The Fund will normally invest at least 95% of its total assets in securities that comprise the Nuclear Energy Index. A lesser percentage may be so invested to the extent that the Adviser needs additional flexibility to comply with the requirements of the Internal Revenue Code and other regulatory requirements.

Because of the passive investment management approach of the Fund, the portfolio turnover rate is expected to be under 30%, generally a lower turnover rate than for many other investment companies. Sales as a result of Nuclear Energy Index changes could result in the realization of short or long-term capital gains in the Fund resulting in tax liability for shareholders subject to U.S. federal income tax. See “Shareholder Information—Tax Matters.”

Market Capitalization. The Nuclear Energy Index is comprised of companies with market capitalizations greater than $150 million that have a worldwide average daily trading volume of at least $1 million and have maintained a monthly trading volume of 250,000 shares over the past six months. The total market capitalization of the Nuclear Energy Index as of [ • ], 2007 was in excess of $[ • ] billion.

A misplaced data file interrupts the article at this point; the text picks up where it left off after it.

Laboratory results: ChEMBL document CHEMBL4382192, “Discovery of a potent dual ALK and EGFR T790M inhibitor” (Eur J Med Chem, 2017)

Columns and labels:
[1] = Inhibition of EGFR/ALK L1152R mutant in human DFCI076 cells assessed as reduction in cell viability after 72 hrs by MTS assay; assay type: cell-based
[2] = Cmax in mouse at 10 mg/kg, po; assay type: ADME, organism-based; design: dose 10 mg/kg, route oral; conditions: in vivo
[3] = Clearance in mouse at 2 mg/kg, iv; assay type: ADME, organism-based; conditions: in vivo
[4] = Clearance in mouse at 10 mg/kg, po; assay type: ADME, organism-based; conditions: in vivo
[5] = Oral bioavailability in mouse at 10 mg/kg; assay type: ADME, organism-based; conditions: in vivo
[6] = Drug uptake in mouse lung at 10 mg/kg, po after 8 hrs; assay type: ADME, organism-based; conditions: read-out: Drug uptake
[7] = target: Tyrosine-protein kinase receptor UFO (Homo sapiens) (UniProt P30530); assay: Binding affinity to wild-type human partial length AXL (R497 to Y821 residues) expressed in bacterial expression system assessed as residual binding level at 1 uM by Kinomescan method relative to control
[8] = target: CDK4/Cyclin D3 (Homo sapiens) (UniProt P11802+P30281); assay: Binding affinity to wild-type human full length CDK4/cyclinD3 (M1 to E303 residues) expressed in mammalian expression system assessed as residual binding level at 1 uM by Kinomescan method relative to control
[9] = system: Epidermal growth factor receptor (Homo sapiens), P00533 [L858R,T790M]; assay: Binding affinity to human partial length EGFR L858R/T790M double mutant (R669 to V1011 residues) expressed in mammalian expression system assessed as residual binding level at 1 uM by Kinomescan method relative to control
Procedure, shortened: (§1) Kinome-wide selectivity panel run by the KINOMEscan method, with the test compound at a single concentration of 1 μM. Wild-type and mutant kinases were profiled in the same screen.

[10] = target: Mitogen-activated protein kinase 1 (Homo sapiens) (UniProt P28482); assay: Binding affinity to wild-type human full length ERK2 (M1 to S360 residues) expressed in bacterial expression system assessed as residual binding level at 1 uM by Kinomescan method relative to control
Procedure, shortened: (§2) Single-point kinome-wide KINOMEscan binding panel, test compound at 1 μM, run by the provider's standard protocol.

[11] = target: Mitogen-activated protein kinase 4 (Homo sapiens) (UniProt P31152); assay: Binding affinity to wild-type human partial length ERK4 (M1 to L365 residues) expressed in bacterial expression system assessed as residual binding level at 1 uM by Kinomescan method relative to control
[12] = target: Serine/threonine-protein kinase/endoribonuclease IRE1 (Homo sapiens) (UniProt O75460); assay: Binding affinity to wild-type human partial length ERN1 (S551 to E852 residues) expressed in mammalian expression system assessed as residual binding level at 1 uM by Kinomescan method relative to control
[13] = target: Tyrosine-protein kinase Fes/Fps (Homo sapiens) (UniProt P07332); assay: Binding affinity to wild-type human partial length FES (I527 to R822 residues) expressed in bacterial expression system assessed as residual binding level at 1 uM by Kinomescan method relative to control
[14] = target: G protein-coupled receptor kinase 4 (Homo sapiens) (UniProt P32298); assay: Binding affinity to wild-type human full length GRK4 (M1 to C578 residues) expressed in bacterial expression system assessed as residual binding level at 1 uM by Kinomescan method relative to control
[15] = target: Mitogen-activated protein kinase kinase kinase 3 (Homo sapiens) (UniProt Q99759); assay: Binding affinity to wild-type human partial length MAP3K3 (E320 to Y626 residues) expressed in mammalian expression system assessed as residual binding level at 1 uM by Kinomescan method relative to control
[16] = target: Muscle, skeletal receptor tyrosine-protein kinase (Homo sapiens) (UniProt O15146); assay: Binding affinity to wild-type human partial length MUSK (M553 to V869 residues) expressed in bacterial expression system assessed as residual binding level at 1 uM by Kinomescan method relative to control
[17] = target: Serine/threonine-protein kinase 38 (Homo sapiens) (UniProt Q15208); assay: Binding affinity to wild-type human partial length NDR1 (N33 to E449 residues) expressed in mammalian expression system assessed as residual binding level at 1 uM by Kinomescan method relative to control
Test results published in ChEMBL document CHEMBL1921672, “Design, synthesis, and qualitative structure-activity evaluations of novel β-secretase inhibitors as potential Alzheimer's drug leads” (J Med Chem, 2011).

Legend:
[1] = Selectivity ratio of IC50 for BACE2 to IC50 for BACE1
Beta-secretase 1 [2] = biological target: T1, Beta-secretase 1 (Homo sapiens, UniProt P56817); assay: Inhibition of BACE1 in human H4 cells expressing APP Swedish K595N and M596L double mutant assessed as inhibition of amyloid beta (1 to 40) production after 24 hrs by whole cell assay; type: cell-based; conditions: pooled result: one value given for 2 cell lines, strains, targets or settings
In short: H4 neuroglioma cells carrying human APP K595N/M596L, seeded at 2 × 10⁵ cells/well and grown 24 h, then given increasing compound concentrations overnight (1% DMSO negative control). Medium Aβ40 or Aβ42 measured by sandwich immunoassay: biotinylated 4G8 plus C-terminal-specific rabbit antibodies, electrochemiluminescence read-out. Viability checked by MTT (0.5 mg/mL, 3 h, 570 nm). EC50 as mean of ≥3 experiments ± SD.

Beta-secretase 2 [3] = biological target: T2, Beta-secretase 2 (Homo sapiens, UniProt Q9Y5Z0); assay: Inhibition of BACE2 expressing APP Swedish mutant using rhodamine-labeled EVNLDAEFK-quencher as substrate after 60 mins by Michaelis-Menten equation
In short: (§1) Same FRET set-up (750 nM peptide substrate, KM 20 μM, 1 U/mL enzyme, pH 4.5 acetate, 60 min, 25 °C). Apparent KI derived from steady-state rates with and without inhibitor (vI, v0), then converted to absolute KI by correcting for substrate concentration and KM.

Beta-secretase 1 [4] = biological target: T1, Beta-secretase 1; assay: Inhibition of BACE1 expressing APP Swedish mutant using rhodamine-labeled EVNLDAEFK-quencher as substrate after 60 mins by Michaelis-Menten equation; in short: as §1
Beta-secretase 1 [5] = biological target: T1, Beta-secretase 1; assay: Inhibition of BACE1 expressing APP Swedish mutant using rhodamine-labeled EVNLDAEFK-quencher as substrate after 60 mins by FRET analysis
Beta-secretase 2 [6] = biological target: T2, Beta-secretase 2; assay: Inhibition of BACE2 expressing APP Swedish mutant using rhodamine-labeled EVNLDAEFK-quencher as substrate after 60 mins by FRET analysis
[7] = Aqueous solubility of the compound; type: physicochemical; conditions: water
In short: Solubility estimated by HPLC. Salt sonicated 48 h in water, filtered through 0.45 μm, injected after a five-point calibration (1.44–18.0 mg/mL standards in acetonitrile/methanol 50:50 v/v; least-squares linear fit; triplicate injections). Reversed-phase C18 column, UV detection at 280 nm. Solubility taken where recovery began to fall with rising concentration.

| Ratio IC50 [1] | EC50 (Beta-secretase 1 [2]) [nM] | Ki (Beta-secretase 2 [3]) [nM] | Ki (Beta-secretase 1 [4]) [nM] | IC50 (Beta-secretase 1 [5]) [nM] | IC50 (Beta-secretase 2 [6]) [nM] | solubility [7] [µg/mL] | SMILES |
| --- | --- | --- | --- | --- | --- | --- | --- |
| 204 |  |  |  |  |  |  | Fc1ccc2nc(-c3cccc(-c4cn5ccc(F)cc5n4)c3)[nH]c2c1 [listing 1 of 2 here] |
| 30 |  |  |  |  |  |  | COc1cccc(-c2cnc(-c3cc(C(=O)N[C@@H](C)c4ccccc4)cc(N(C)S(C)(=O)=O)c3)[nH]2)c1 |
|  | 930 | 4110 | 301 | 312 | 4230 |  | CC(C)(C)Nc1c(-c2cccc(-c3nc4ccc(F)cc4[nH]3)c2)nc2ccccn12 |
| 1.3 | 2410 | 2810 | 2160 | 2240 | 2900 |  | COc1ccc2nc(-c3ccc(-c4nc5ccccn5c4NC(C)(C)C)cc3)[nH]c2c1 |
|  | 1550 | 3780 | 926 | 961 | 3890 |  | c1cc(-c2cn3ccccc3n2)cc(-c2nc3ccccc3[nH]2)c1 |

Perhaps the whole green ETF thing has gone a bit far in the past year but, a bit surprisingly, this would be the first pure play on the nuclear energy story. I have commented recently on uranium as have so many other industry watchers in recent months after having seen the commodity double in price in the past four calendar years … it’s up roughly 70% so far this year according to the chart found here.

I just said “pure play”, but it’s important for prospective investors to consider the 50% and 80% values quoted in the above descriptions. That’s 50% of the revenue of an underlying holding must fit the required parameters and 80% of the fund’s assets is to be invested in companies whose primary business operations are in the field of agriculture or nuclear energy respectively.